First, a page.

If you’re trying to get noticed this strategy can backfire on you but if you’re not worried about making your images easy to find this method does work. The way it works is simple, if you take a picture of a beautiful sunset don’t name the file “beautiful-sunset.jpg” or something like that. This makes it easy for someone looking to steal a picture of a sunset to find yours.

Hopefully these strategies will make your images a less desirable target for misuse while still allowing people to see your work!

 

Written by Trevor Warren

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Tip: Two Ways to Detect Image Theft

April 12th, 2011 No comments

I don’t spend too much time worrying about “image theft.” Most of my pictures wouldn’t blend in too well on the average business website. However for colleagues of mine shooting landscape and stock photography this is more of a concern. Image search engines make it simple to find an image that perfectly suits one’s needs and despite copyright disclaimers it’s become far too easy for the uneducated and unethical to take your images without permission.

While every now and then there’s a sensational story about a persons image from Flickr ending up on a billboard or in a magazine, the most common scenario of image theft is from inexperienced or unscrupulous web designers going to Google Images and taking what they want vs. going to a stock company and paying a usage fee. Below are two methods you can check to see whether your images are being used on the web without your permission.

Method #1: Web Site Access Logs

If you have your own web site, almost all web servers will keep a log of every file someone accessed from the internet. Normally this happens when people have visited your site but if someone visits your website via a link on another site, an “access log” will track this and list the file that was accessed. Usually this is an HTML page but if the file being accessed is an image is could be an indication of misuse.

referall_log

The entry highlighted in yellow (apologies for the columns not being completely visible) shows an image on my site being accessed today via a link from Facebook. The other entries (blank or from trevorwarren.net) is how entries should look if files are being accessed by a visitor to your site. In this case, I am the one who posted this link however if someone else had linked to one of my images this is how I would find out. If you’ve purchased a Flickr Pro membership Flickr provides logs similar to this as well.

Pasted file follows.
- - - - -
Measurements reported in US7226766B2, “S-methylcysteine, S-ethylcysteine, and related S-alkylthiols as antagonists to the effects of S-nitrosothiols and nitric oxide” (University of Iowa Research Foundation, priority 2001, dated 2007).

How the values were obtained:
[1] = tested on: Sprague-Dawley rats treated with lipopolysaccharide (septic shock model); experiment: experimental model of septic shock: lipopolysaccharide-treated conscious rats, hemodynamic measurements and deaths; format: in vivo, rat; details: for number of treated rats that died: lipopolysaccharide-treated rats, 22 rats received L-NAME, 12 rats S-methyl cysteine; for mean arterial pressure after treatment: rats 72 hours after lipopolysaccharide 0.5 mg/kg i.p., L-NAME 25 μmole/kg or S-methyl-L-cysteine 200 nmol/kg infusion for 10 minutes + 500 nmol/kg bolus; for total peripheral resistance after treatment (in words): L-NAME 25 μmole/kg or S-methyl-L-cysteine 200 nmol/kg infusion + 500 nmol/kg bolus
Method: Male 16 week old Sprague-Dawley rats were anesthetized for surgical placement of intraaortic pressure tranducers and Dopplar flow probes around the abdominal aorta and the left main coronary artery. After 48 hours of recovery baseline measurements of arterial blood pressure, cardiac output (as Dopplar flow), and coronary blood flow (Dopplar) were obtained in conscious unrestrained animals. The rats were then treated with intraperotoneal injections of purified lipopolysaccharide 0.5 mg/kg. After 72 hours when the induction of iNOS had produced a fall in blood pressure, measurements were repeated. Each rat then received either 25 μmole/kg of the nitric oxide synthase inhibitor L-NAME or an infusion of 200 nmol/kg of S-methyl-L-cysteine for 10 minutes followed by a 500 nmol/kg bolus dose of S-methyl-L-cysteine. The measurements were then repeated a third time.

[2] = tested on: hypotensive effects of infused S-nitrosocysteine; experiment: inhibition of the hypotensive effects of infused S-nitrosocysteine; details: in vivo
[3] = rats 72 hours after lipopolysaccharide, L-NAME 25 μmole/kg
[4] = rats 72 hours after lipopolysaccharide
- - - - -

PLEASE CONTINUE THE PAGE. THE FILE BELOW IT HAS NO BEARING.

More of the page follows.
Method #2: Reverse Image Search

For Method #1 to be effective the person misusing your image has to be too lazy or cheap to host the image on their own server. If they do, this approach is useless. Reverse Image Search is a fairly new technology where search engines actually analyze the appearance of an image and search for matches elsewhere on the internet so even if your image has been resized and moved to another site there’s a good chance you’ll still be able to locate it.

tinhome

TinEye.com is the first Reverse Image Search Engine I discovered. To test it I used a portrait of Pablo Picasso and it found over 100 other instances of that picture being used on the internet. It’s still early but as this technology matures I expect more and more companies will be getting bills from photographers for unlicensed use of images.

If you’ve ever worried about your images being misused hopefully this will help find out for sure!

Be sure to follow IPC on Facebook for more tips and early-bird announcements of upcoming classes and private lessons.

Written by Trevor Warren

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Tip: Your Rights As a Photographer

March 8th, 2011 3 comments

Bert P. Krages II, an attorney who specializes in intellectual property and advocate of the right to take photos in public places, has created a download-able pamphlet that you can carry in your camera bag that is intended to help photographers understand the laws regarding photographing public places and prevent harassment from overzealous security guards.